Fujitsu, Sun releasing new slim servers

Fujitsu Technology Solutions, a subsidiary trying to reproduce Sun Microsystems' success with servers, has begun selling a new slim server--but its competitor plans to move a step ahead.

Fujitsu Technology Solutions, a subsidiary trying to reproduce Sun Microsystems' success with servers, has begun selling a new slim server--but its competitor plans to move a step ahead.

Fujitsu Technology's PrimePower 1 is 1.75 inches thick and uses a single 500MHz Sun UltraSparc II CPU, a rack-mountable design that competes directly with the Flapjack Sun introduced in June 1999 and updated in January.

But Sun has skinny server plans of its own, the company said in January. The company has been working on a 1.75-inch-thick design that incorporates two processors, said Neil Knox, head of the group that produces the thin Netra designs for telecommunications companies that buy servers by the dozens and bolt them to racks. A source familiar with Sun's plan said the new design--the "Flapjack 2"--will debut in May with CPUs running at 700MHz.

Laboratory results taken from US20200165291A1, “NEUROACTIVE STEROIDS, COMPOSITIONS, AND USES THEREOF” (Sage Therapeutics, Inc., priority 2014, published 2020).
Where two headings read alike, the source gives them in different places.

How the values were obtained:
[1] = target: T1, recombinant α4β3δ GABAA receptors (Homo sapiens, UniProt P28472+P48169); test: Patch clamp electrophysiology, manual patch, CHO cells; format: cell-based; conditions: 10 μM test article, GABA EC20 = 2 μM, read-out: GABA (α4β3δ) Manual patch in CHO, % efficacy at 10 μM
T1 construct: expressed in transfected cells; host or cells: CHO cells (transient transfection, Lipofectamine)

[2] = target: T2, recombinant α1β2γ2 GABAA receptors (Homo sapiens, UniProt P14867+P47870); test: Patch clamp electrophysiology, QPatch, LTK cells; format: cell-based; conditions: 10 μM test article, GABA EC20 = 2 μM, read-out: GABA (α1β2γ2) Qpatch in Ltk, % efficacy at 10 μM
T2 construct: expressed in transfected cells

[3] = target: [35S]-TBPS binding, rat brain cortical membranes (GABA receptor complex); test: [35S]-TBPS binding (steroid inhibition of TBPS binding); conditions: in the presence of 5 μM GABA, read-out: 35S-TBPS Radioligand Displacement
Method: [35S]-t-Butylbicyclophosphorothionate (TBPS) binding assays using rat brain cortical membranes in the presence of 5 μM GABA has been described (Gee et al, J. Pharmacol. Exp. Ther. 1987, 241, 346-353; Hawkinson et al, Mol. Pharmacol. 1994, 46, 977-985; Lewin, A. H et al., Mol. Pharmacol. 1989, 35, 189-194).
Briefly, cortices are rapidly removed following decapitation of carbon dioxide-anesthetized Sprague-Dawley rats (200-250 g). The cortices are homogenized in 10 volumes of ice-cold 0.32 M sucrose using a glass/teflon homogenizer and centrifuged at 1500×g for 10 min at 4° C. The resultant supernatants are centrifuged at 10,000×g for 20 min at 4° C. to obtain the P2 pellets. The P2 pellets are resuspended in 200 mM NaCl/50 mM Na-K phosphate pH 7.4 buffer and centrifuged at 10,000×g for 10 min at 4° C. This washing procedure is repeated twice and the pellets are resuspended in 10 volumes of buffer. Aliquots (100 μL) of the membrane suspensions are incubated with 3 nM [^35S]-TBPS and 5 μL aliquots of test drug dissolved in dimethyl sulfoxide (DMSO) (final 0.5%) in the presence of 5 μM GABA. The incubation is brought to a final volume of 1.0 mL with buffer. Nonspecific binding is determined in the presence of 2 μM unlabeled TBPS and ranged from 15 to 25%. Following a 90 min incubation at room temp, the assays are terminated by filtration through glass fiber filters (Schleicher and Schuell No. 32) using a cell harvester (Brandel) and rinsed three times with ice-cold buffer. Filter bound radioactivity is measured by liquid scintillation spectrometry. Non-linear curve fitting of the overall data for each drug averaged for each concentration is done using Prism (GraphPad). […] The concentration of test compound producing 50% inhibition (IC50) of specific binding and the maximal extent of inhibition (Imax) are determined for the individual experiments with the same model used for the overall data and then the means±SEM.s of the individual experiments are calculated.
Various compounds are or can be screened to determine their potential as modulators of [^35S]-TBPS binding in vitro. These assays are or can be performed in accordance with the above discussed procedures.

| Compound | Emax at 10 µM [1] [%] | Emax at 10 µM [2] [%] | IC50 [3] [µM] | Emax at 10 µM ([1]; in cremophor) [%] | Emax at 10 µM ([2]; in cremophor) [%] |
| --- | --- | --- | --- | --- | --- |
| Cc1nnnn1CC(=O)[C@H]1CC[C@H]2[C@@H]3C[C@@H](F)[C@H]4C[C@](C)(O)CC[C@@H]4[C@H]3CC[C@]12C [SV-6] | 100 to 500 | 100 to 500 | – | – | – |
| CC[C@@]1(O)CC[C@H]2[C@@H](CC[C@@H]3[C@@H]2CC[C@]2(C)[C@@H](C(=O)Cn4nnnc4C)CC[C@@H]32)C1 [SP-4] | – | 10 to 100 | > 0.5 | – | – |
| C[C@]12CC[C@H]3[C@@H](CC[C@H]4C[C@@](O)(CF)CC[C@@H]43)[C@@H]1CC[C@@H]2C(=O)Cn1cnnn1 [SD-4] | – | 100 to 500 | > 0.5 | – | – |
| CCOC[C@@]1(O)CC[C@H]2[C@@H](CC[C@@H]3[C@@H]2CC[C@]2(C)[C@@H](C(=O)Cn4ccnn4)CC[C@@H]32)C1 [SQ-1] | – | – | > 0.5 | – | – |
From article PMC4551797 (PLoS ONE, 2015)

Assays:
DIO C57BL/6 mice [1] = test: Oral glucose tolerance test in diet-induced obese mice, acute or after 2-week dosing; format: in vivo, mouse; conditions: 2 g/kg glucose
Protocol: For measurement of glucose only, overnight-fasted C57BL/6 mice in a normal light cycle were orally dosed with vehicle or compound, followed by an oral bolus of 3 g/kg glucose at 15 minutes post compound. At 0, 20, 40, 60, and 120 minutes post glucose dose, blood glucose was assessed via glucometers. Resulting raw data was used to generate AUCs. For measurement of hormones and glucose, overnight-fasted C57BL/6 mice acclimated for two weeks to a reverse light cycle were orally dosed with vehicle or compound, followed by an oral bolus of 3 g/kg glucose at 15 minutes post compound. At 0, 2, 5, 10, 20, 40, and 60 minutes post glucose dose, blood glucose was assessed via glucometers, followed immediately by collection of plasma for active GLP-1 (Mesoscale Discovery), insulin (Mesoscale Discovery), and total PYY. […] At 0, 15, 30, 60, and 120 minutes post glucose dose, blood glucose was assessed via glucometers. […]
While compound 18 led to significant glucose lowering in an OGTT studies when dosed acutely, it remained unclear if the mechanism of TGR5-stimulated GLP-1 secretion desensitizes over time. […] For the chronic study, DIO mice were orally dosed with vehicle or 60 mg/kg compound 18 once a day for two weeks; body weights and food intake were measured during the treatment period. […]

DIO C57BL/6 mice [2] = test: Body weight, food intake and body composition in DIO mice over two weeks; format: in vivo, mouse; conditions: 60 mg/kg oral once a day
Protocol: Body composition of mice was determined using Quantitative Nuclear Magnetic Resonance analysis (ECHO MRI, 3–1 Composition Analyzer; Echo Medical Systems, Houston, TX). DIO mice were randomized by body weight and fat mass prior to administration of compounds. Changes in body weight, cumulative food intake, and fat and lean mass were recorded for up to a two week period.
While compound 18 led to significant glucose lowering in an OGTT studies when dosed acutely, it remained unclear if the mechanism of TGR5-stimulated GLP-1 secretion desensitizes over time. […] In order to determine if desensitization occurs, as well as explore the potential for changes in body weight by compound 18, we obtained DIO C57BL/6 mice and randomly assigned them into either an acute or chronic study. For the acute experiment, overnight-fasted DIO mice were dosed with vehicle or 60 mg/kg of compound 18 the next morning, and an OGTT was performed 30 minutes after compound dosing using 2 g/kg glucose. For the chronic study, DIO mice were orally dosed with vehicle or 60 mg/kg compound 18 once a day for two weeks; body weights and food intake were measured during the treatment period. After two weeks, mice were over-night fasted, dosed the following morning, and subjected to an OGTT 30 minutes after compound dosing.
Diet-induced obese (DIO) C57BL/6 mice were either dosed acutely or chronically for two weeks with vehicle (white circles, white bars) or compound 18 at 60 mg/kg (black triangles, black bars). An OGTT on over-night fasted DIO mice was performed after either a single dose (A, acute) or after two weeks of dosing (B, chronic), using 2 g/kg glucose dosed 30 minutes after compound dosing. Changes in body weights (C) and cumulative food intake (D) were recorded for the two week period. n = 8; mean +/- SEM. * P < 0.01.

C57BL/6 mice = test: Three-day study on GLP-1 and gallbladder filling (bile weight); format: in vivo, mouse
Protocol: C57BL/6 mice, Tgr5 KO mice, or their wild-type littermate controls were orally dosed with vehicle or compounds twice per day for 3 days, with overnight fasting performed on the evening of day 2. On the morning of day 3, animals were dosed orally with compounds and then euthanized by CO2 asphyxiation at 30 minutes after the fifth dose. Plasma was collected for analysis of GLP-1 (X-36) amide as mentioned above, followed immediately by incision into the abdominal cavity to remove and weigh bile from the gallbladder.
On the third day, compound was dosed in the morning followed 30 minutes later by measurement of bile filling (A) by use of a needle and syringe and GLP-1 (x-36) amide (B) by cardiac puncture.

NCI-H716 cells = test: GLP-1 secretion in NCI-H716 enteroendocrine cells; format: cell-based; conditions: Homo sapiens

Fujitsu Technology is a subsidiary of Fujitsu that sells servers that use either Sun's UltraSparc chips or its own version of the Sparc design. The company is making a new effort to crack the North American market, saying it's trying to take on competing Unix servers from Compaq Computer, IBM and Hewlett-Packard.

Although the company says it's not trying to steal away Sun customers, in practice the company has the closest competition to Sun machines, including high-end designs and use of Sun's Solaris operating system.

Several companies, including IBM, Compaq, Dell and HP, sell two-processor servers 1.75 inches thick, a measurement known as "1U." But servers of that size based on more powerful 64-bit chips are rarer; API NetWorks sells one using Compaq's Alpha chip.

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